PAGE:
Ukraine Yes, according to AML regulations, a definitive control / ownership criterion in the legal entity’s share capital for the mandatory UBO’s disclosure (identification) in Ukraine is set at 25%.
United Arab Emirates Yes, following the issuance of Federal Cabinet Resolution No. 58 of 2020, which has been in effect since October 2020, all companies, licensed or registered in the UAE, (including the freezones) are required to maintain up to date registers for the details of the companys shareholders (including disclosure of trust arrangements) and the real beneficiaries. Only companies fully owned by UAE federal or local government are exempted from this resolution.

The two financial free zones in the UAE, the Dubai International Financial Centre (DIFC) and Abu Dhabi Global Market (ADGM) have laws and regulations for the disclosure of ultimate-beneficial-ownership details as well.
Registration with the local tax authorities
Austria Application for a tax identification number for the company within one month following the commencement of business activities at the latest.
China Yes.
Czech Republic Registration with the tax authorities is required within 15 days from the incorporation of the company (ie from the registration with the Commercial Register).
England & Wales HM Revenue & Customs will allocate a tax reference number following the registration
of the entity.
France VAT number will be allocated directly by the local Tax authorities to the Company further to the registration of the entity with the Trade and Companies Register.
Germany Immediately after the set-up, the local trade office (Gewerbeamt) and the competent tax office (Finanzamt) should be contacted for registration of the company.
Hong Kong All companies and local branches must apply for business registration with the Inland Revenue Department.

Business registration certificate is generally issued within 30 minutes (if application is made over the counter) or two working days (if application is made by post) upon receipt of application.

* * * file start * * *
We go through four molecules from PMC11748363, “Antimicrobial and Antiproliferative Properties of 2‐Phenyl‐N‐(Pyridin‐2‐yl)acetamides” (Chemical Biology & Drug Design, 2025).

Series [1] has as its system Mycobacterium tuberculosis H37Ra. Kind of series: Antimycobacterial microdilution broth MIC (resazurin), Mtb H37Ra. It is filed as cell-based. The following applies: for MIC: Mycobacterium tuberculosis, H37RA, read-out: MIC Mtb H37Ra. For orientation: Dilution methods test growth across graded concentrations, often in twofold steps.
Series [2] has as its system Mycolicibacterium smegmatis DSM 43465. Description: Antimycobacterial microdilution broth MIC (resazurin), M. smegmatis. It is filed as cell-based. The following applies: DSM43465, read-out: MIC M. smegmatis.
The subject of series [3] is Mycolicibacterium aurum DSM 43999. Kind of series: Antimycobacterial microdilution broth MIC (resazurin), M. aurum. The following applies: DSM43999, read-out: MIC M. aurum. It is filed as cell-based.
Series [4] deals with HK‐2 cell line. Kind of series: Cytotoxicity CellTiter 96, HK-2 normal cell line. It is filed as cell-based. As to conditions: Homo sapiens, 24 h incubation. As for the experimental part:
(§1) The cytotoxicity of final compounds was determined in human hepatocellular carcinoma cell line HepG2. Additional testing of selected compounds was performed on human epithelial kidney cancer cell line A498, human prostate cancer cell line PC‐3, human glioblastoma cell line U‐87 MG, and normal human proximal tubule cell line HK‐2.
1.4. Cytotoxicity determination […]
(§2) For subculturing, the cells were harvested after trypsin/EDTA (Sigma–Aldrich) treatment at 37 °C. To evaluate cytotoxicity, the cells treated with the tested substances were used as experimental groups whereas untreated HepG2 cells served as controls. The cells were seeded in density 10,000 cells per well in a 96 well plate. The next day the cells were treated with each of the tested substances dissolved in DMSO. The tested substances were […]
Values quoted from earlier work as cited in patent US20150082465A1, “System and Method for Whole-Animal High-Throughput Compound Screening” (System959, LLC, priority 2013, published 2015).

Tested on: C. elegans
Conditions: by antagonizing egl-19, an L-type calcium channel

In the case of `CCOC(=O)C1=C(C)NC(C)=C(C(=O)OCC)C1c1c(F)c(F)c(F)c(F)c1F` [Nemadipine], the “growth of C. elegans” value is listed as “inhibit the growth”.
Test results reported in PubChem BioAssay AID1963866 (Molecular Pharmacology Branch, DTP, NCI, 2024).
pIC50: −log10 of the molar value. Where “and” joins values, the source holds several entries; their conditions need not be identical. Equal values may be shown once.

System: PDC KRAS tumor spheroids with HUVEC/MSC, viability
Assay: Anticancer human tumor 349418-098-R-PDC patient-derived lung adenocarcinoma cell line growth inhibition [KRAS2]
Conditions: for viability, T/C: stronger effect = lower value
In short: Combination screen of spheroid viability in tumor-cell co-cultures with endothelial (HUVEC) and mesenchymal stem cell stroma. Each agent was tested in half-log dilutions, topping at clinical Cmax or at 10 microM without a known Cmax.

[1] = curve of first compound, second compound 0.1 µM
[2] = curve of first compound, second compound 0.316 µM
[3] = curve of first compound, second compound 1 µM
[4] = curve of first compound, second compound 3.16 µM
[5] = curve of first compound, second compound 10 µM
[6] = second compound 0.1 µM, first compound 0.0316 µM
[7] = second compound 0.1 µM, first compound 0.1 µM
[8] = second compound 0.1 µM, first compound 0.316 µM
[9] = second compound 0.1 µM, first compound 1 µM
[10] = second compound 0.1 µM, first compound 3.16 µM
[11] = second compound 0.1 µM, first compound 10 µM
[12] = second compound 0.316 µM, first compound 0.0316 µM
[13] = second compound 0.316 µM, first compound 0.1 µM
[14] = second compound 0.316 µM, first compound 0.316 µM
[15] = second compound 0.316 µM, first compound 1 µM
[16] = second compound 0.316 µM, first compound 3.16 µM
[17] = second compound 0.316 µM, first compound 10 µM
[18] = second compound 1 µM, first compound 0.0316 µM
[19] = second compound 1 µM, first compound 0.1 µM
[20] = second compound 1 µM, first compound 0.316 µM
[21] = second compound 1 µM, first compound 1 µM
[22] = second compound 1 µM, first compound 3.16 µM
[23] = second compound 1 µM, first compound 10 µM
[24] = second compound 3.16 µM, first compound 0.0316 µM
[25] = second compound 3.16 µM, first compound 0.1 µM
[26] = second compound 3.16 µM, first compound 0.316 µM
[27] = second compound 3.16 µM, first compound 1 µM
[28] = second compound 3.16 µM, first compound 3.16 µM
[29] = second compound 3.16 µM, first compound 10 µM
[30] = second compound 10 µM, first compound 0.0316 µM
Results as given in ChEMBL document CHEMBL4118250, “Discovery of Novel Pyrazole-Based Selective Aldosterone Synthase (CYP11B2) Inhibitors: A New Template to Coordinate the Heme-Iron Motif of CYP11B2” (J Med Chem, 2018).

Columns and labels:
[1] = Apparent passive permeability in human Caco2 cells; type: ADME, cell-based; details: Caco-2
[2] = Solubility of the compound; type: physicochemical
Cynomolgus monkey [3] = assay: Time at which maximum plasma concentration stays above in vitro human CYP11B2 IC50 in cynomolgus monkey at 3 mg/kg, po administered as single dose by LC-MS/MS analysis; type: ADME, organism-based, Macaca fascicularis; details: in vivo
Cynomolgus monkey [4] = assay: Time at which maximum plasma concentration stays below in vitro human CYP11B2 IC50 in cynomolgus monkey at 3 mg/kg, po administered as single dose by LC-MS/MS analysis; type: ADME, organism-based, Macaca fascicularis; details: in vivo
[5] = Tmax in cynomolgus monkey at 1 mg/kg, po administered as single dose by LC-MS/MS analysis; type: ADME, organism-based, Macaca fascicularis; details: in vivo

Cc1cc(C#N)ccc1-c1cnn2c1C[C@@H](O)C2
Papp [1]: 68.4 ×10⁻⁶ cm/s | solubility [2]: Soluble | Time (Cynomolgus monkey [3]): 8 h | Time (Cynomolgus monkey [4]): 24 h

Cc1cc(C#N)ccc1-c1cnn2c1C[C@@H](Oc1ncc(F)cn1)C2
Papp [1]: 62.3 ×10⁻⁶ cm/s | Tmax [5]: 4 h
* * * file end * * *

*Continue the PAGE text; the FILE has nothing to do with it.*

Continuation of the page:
Application must be made within one month of commencement of business.
Hungary The company will automatically receive an EU VAT number as well as a local tax number upon registration.
Ireland The Revenue Commissioners will allocate a tax reference number following the
registration of the entity.
Italy VAT number will be given directly by the local Tax Office to the Company within the registration process of the entity with the Register of Enterprises.
Netherlands Upon registration with the Dutch Chamber of Commerce it will provide the relevant information of registration to the Dutch Tax Authorities directly.
Poland No. After entering the entity (here: the company) into the National Court Register, the data covered by the entry is transferred via the ICT system to the Central Register of Entities - the National Register of Taxpayers. Hence with the registration into the National Court Register the company becomes automatically registered for tax purposes, with exception of VAT. The company needs to apply to tax authorities to become registered for VAT purposes.
Singapore From 1 January 2009, every entity that is established in Singapore (including companies and limited liability partnerships) has a unique identification number known as its Unique Entity Number (UEN). The UEN is used in all interactions with Singapore government agencies and serves as the entity’s Tax Reference Number when interacting with the Singapore tax authorities (namely, the Inland Revenue Authority of Singapore, or "IRAS" in short).

Limited liability companies will have to submit corporate income tax forms to IRAS every year.
Slovakia Application for a tax identification number (income tax) by either jointly with the registration of the business licenses or by the end of the next month following the registration of the LLC/Branch with the commercial register at the latest.
Ukraine Registration with the local tax authorities is mandatory and is performed automatically upon the formation of the company by the registrar’s submission of the relevant notice to the respective tax authority.
VAT taxpayer’s registration necessitates additional submission to the tax authority and a one-month waiting period.
United Arab Emirates At present most onshore businesses are not subject to corporate taxes.

Nevertheless, VAT was implemented in the UAE on 1 January 2018, which resulted in certain mandatory and voluntary registration requirements with the Federal Tax Authority (FTA).

Any corporation conducting an economic activity for the purpose of generating income and whose value of the annual supplies in the UAE exceeds AED 375,000 over the previous 12-month period or is expected to exceed such amount in the next 30 days is required to register with the FTA.

A business may still apply to register for VAT if they do not meet the mandatory registration threshold, provided that the value of annual supplies in the UAE exceeds AED 187,500 over the previous 12-month period or is expected to exceed the voluntary registration threshold in the next 30 days.